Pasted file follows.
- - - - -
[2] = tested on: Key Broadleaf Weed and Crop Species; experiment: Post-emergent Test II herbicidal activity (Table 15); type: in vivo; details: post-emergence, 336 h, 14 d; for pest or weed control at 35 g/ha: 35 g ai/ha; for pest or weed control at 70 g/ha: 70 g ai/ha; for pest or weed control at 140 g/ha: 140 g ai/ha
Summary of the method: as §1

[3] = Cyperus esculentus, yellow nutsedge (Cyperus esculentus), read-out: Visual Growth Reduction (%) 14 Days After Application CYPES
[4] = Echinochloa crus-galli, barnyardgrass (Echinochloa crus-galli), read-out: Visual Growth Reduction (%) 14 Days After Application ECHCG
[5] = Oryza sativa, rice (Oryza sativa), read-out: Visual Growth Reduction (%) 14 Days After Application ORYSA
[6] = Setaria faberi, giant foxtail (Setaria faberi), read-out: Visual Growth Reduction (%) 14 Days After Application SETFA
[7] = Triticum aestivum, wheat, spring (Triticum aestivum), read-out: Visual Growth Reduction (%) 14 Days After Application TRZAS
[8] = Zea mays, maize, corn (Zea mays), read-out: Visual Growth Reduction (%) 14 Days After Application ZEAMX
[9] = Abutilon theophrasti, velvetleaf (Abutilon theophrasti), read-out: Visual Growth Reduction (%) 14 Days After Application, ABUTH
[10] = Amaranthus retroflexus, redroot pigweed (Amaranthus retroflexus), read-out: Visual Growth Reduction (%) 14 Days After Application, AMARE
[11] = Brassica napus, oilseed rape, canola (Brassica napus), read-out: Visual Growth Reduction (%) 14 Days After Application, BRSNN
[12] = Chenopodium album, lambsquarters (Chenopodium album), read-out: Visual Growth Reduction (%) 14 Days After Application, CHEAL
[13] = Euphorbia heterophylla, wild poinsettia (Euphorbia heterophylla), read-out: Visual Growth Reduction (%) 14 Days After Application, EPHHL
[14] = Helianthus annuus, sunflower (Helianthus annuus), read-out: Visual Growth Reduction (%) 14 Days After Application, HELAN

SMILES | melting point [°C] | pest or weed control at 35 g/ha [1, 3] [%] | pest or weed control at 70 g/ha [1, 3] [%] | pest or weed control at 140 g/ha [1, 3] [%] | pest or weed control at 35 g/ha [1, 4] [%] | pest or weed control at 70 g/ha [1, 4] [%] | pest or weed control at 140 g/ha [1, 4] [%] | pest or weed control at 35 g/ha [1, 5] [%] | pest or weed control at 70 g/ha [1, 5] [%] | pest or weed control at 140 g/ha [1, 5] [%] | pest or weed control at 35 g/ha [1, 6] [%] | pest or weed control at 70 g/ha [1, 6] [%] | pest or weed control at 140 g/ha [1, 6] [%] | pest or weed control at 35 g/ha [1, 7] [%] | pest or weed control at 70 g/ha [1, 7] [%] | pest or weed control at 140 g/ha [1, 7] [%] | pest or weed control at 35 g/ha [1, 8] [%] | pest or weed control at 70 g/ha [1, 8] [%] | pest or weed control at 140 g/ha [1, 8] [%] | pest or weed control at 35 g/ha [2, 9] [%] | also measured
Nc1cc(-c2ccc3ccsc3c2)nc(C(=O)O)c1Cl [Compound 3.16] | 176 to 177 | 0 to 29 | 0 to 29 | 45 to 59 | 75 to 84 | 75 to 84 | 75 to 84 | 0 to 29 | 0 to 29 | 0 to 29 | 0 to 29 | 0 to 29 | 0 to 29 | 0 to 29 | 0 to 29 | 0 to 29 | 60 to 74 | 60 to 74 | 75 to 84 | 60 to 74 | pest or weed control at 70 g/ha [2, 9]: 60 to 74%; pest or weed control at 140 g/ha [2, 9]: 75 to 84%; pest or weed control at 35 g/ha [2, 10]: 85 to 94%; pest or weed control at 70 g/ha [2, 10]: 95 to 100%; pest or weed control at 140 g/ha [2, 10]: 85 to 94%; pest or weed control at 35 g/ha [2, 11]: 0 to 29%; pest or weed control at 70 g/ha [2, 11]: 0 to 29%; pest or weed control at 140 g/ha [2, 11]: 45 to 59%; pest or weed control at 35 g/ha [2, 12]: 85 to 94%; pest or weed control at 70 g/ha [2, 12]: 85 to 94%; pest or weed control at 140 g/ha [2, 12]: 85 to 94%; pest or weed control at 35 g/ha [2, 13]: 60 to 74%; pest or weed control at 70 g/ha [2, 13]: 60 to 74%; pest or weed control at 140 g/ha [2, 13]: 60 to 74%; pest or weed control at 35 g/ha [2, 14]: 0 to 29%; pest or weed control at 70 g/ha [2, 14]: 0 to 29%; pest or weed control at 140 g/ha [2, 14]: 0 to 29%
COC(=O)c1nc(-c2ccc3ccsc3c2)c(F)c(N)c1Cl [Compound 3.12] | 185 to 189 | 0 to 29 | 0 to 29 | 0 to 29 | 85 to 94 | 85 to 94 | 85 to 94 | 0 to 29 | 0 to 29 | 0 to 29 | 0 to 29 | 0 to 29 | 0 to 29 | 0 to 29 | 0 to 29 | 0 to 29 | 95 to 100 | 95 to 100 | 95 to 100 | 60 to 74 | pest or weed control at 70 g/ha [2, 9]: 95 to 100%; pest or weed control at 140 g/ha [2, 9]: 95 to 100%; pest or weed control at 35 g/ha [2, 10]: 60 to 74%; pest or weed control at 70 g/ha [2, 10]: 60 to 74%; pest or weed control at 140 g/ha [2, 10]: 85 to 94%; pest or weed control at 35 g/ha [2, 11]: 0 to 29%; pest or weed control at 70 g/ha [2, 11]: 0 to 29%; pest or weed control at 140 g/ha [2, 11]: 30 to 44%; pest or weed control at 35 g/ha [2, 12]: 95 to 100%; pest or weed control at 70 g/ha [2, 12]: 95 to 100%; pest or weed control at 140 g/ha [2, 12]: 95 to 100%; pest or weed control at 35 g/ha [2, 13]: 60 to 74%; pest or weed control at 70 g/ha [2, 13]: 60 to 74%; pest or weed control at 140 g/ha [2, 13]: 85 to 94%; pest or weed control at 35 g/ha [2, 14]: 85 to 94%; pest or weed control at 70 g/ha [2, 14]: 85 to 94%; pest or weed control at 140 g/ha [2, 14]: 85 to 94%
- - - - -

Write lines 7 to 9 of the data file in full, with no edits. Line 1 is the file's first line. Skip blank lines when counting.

[7] = Triticum aestivum, wheat, spring (Triticum aestivum), read-out: Visual Growth Reduction (%) 14 Days After Application TRZAS
[8] = Zea mays, maize, corn (Zea mays), read-out: Visual Growth Reduction (%) 14 Days After Application ZEAMX
[9] = Abutilon theophrasti, velvetleaf (Abutilon theophrasti), read-out: Visual Growth Reduction (%) 14 Days After Application, ABUTH